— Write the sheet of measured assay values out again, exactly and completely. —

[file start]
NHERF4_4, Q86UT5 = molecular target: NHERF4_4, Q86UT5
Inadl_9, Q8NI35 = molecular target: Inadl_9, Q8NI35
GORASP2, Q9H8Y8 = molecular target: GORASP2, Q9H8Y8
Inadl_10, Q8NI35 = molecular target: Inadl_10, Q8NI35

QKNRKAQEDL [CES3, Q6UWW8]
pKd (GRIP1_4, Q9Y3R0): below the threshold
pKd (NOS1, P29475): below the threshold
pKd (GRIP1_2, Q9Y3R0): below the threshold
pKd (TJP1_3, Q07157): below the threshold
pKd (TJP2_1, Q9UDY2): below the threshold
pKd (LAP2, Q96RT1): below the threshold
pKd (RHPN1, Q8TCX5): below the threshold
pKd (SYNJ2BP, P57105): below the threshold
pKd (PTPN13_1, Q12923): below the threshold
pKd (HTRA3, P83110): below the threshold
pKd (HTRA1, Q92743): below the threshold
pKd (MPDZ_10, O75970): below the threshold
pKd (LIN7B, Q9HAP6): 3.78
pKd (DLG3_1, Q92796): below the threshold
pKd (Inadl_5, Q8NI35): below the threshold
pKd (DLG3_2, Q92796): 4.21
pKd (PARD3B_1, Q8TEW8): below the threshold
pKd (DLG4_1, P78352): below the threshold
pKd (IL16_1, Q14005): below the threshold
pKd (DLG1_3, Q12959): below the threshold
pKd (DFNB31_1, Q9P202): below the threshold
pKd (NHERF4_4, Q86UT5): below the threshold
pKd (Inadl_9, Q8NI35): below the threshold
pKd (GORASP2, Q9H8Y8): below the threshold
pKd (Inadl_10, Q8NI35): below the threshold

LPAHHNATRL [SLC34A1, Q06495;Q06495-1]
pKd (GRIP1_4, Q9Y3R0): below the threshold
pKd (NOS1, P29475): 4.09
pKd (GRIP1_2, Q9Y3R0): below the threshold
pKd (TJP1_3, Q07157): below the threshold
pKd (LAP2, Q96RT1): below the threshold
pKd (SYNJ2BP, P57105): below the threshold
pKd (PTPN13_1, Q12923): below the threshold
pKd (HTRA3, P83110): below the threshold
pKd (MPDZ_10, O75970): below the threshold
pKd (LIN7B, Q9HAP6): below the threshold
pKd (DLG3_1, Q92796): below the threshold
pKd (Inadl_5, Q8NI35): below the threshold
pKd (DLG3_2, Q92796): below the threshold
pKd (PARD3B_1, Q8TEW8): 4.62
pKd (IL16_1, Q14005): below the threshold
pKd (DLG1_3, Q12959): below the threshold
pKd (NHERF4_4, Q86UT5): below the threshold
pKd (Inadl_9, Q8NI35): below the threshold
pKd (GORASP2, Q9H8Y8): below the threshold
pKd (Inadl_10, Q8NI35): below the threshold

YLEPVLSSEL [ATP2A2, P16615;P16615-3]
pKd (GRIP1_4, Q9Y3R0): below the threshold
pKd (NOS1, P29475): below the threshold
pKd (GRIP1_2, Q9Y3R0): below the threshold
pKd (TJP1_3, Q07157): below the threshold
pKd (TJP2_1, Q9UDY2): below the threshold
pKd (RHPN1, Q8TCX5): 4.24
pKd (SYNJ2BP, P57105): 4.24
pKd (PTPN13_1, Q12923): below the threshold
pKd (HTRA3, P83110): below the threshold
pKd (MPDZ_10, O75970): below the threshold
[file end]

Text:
NHERF4_4, Q86UT5 = molecular target: NHERF4_4, Q86UT5
Inadl_9, Q8NI35 = molecular target: Inadl_9, Q8NI35
GORASP2, Q9H8Y8 = molecular target: GORASP2, Q9H8Y8
Inadl_10, Q8NI35 = molecular target: Inadl_10, Q8NI35

QKNRKAQEDL [CES3, Q6UWW8]
pKd (GRIP1_4, Q9Y3R0): below the threshold
pKd (NOS1, P29475): below the threshold
pKd (GRIP1_2, Q9Y3R0): below the threshold
pKd (TJP1_3, Q07157): below the threshold
pKd (TJP2_1, Q9UDY2): below the threshold
pKd (LAP2, Q96RT1): below the threshold
pKd (RHPN1, Q8TCX5): below the threshold
pKd (SYNJ2BP, P57105): below the threshold
pKd (PTPN13_1, Q12923): below the threshold
pKd (HTRA3, P83110): below the threshold
pKd (HTRA1, Q92743): below the threshold
pKd (MPDZ_10, O75970): below the threshold
pKd (LIN7B, Q9HAP6): 3.78
pKd (DLG3_1, Q92796): below the threshold
pKd (Inadl_5, Q8NI35): below the threshold
pKd (DLG3_2, Q92796): 4.21
pKd (PARD3B_1, Q8TEW8): below the threshold
pKd (DLG4_1, P78352): below the threshold
pKd (IL16_1, Q14005): below the threshold
pKd (DLG1_3, Q12959): below the threshold
pKd (DFNB31_1, Q9P202): below the threshold
pKd (NHERF4_4, Q86UT5): below the threshold
pKd (Inadl_9, Q8NI35): below the threshold
pKd (GORASP2, Q9H8Y8): below the threshold
pKd (Inadl_10, Q8NI35): below the threshold

LPAHHNATRL [SLC34A1, Q06495;Q06495-1]
pKd (GRIP1_4, Q9Y3R0): below the threshold
pKd (NOS1, P29475): 4.09
pKd (GRIP1_2, Q9Y3R0): below the threshold
pKd (TJP1_3, Q07157): below the threshold
pKd (LAP2, Q96RT1): below the threshold
pKd (SYNJ2BP, P57105): below the threshold
pKd (PTPN13_1, Q12923): below the threshold
pKd (HTRA3, P83110): below the threshold
pKd (MPDZ_10, O75970): below the threshold
pKd (LIN7B, Q9HAP6): below the threshold
pKd (DLG3_1, Q92796): below the threshold
pKd (Inadl_5, Q8NI35): below the threshold
pKd (DLG3_2, Q92796): below the threshold
pKd (PARD3B_1, Q8TEW8): 4.62
pKd (IL16_1, Q14005): below the threshold
pKd (DLG1_3, Q12959): below the threshold
pKd (NHERF4_4, Q86UT5): below the threshold
pKd (Inadl_9, Q8NI35): below the threshold
pKd (GORASP2, Q9H8Y8): below the threshold
pKd (Inadl_10, Q8NI35): below the threshold

YLEPVLSSEL [ATP2A2, P16615;P16615-3]
pKd (GRIP1_4, Q9Y3R0): below the threshold
pKd (NOS1, P29475): below the threshold
pKd (GRIP1_2, Q9Y3R0): below the threshold
pKd (TJP1_3, Q07157): below the threshold
pKd (TJP2_1, Q9UDY2): below the threshold
pKd (RHPN1, Q8TCX5): 4.24
pKd (SYNJ2BP, P57105): 4.24
pKd (PTPN13_1, Q12923): below the threshold
pKd (HTRA3, P83110): below the threshold
pKd (MPDZ_10, O75970): below the threshold